Steamboat Willie: Celebrating The Creation Of Mickey Mouse

Celebrate the 94th anniversary of Mickey Mouse by reading about the animated short that started it all: ‘Steamboat Willie.’

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Mickey Mouse made his hit debut on the silver screen 94 years ago today when the animated short Steamboat Willie first premiered on July 29th, 1928. Steamboat Willie marked a watershed moment in animation and pop culture. 

The Idea That Started it All

In early 1928, Walt Disney was a relatively unknown name with two successful animated series under his belt. When pitched the ideas of his two animated characters in 1927, Universal Studios loved Disney’s creation of Oswald the Lucky Rabbit and quickly called for a series of shorts featuring him. After meeting with the studio in 1928, Walt was informed that Universal retained the rights to his animations.

Mickey Mouse and Walt Disney

 After Universal Studios took the rights to his two big characters, Disney was in desperate need of a million-dollar idea. Disheartened and prepared to throw in the towel, Walt reflected on the humble beginnings of his animation career as he rode the train from Manhattan to Hollywood. Walt remembered a mischievous mouse that lived in the walls of his studio back in Kansas City.

In a stroke of genius, Disney knew this idea was something he and his team needed to pursue. After many sleepless nights and frustrating first drafts, Walt, along with his loyal colleague Ub Iwerks, who stayed with him after he left Universal Studios, animated a lovable mouse they named Mortimer. Disney began to work Mortimer Mouse into shorts, and along the way, his newest character creation was renamed Mickey Mouse.  

Bringing Mickey to Life

Disney produced the first cartoon starring Mickey Mouse titled Plane Crazy in 1928. Plane Crazy is a silent animated short that depicts Mickey differently than how viewers know him today. Without his white gloves and yellow, oversized shoes, Mickey is a bold and adventurous pilot inspired by renowned pilot Charles Lindbergh. The short was shown to a small audience, and it was not well received by distributors. The Gallopin’ Gaucho was the second Mickey Mouse cartoon, and it experienced the same end result as Plane Crazy. After the release of Steamboat Willie, Plane Crazy was successfully released as a sound animation.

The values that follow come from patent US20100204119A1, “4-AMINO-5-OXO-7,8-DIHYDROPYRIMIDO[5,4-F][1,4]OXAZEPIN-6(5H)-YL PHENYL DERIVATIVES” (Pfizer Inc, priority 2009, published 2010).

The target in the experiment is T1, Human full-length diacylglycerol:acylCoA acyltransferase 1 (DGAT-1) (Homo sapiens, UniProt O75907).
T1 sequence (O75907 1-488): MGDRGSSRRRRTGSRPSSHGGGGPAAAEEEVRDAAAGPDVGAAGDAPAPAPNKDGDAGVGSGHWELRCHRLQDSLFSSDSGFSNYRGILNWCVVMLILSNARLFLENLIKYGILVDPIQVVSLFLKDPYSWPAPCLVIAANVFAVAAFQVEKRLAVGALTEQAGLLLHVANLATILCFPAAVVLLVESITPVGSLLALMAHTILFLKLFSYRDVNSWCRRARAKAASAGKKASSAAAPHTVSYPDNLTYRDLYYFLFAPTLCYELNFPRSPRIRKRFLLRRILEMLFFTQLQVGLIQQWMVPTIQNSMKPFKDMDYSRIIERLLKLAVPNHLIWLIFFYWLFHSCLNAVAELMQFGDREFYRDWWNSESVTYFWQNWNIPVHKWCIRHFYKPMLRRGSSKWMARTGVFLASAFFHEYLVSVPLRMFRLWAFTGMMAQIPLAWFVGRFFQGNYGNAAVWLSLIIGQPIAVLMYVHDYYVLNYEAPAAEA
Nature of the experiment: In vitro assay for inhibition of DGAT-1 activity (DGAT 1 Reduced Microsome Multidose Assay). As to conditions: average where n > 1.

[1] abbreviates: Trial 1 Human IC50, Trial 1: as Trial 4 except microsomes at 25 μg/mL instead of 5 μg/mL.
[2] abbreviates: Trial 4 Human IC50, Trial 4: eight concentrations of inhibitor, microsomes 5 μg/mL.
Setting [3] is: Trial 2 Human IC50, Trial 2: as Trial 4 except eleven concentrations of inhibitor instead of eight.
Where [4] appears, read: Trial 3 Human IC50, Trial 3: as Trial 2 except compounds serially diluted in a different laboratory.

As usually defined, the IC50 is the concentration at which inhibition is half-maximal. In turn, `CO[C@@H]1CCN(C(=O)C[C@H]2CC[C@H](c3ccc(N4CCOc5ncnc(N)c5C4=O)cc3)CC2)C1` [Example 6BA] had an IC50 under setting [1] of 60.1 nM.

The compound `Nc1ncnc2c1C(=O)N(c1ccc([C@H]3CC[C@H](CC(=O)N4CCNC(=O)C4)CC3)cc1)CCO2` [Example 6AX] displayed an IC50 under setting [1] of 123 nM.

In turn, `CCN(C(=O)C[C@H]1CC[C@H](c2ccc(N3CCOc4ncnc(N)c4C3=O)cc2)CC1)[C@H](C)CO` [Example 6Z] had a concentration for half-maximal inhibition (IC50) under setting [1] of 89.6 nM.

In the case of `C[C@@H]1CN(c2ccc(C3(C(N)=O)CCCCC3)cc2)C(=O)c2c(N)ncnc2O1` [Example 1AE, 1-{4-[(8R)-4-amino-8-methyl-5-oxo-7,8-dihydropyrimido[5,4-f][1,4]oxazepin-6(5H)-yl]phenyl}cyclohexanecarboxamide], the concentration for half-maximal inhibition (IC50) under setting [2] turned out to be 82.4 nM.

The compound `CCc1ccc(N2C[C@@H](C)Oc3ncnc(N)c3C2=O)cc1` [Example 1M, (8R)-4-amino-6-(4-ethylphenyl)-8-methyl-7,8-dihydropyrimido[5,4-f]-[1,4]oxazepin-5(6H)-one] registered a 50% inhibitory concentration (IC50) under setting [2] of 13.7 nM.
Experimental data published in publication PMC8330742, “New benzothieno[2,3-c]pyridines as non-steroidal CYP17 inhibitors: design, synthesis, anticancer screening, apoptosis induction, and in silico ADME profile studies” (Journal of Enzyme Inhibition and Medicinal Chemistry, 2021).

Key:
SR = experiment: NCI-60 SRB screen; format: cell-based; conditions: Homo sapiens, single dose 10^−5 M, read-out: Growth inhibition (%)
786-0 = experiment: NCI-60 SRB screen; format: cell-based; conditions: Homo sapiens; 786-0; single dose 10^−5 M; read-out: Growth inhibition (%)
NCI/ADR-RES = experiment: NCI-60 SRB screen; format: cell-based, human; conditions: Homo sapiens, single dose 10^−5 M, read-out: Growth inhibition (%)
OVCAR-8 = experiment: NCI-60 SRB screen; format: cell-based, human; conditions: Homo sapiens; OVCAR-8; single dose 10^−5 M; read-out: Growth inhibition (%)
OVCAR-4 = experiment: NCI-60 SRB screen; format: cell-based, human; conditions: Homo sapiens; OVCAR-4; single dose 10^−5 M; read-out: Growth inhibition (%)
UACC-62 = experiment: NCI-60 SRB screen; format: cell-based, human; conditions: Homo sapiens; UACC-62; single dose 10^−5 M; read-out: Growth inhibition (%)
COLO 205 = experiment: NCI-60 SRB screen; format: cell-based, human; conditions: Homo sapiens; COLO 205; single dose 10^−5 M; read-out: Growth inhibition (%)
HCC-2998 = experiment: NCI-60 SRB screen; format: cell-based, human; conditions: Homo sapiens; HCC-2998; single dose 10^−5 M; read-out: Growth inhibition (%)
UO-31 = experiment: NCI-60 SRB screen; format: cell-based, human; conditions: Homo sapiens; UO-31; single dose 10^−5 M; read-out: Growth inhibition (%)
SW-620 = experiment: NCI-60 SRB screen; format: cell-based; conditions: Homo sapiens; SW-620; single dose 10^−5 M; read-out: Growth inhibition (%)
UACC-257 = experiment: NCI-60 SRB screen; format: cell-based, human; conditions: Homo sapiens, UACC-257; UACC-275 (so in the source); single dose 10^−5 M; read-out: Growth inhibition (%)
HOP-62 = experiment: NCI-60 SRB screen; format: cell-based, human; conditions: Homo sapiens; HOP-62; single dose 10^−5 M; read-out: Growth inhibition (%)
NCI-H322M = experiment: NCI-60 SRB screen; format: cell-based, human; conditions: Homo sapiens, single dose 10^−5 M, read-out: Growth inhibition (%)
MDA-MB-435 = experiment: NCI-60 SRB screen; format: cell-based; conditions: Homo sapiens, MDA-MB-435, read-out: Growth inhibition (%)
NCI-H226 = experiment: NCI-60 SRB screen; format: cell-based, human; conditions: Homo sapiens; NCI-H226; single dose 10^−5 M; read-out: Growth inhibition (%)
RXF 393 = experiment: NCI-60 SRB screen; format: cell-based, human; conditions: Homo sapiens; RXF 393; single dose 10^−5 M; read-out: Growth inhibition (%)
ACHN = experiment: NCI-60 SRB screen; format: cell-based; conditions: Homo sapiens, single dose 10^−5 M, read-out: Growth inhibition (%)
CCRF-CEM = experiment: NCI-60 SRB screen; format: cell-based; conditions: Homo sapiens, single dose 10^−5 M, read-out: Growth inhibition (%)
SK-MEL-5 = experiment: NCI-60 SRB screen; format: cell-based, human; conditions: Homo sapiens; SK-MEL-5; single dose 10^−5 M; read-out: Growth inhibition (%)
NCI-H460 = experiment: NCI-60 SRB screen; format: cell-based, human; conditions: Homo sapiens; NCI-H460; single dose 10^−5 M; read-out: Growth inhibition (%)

The idea for Steamboat Willie was inspired by the film Jazz Singer. The 1927 silent film was the first feature-length movie to have synchronized sound. Upon seeing the movie, Walt was inspired to create the first animation incorporating synchronized sound. Disney began working on a cartoon with sound being his main focus during its production. Walt was determined to make his groundbreaking vision a reality. Along with being the first cartoon with synchronized sound, Steamboat Willie featured a fully produced soundtrack.

Premiere of Steamboat Willie

On July 29th, 1928, even though the animation was only partly finished, the first screening of Steamboat Willie took place. The film was very well received by the audience, who were the first to get a sneak peek of Disney’s newest creative creation. Steamboat Willie was officially released to the public on November 18th, 1928, in New York City. The cartoon was an overnight success that landed Walt and the whole Disney team international acclaim. 

Steamboat Willie

In the cartoon, Mickey cheerfully steers a boat as he whistles the tune of “Steamboat Willie.” Throughout the eight-minute short, Mickey finds himself in all kinds of exciting trouble. 

To read more about the influence of Mickey’s first appearance in Steamboat Willie, click here

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